30 March 2011

Critical radio stations closed down with red tape excuses


Radio stations and newspapers in the capital of Togo suspended their normal activities for a day in March in protest against three radio stations having been shut down since December, report the Media Foundation for West Africa and Reporters Without Borders (RSF).

Following the media group SOS Journaliste en danger's declaration of a "No Media Day", radio stations only played music on 10 March, and most newspapers, with the exception of state-owned daily "Togo Presse" and the privately-owned "Forum de la Semaine", did not make it to the newsstands, says MFWA.

Along with sit-ins and protest marches, it was the latest campaign tactic used to try to save the radio stations X-Solaire, Metropolys and Providence, which were closed down on 29 December 2010 by the Posts and Telecommunications' Regulatory Authority (ART&P). ART&P allege they were operating illegally because they did not have the required registration documents and standard broadcasting equipment.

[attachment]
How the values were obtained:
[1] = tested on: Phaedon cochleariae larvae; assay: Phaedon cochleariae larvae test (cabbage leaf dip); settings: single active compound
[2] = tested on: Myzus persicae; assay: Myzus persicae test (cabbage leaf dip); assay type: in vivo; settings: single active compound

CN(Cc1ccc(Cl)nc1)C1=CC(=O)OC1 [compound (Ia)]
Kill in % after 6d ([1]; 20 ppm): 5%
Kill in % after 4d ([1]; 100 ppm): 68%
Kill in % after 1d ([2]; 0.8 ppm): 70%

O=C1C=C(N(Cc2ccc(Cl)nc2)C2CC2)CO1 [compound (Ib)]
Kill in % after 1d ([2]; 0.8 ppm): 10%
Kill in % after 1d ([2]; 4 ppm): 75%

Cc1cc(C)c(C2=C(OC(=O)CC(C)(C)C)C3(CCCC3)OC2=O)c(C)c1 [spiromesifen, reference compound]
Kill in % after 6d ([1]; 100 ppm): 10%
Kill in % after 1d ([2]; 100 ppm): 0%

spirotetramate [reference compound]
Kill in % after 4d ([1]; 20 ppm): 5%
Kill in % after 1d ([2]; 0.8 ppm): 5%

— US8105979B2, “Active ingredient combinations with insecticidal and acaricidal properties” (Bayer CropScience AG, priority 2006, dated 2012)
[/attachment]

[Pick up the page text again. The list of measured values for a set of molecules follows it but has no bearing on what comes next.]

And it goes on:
SOS Journaliste en danger said the closures are an attempt by the authorities to muzzle the stations, which were deemed critical of the administration of President Faure Gnassingbé.

MFWA reports that since the closure, station staff who have been trying to obtain the required documents have been met with "delay tactics from authorities."

MFWA and RSF report that a fourth radio station has since been closed by ART&P. The regulatory body said Carré Jeune, a community radio station offering entertainment programmes, did not respect professional standards.

In support of the campaign, RSF wrote to territorial administration minister Pascal Bodjona today asking him to explain the slowness of the administrative procedures.

"Considerations of a political nature should not give rise to conflicts of interest between Togo's governing class and media," the letter said. "On the contrary, the role of the authorities is to preserve freedom of expression and to guarantee the constitution."


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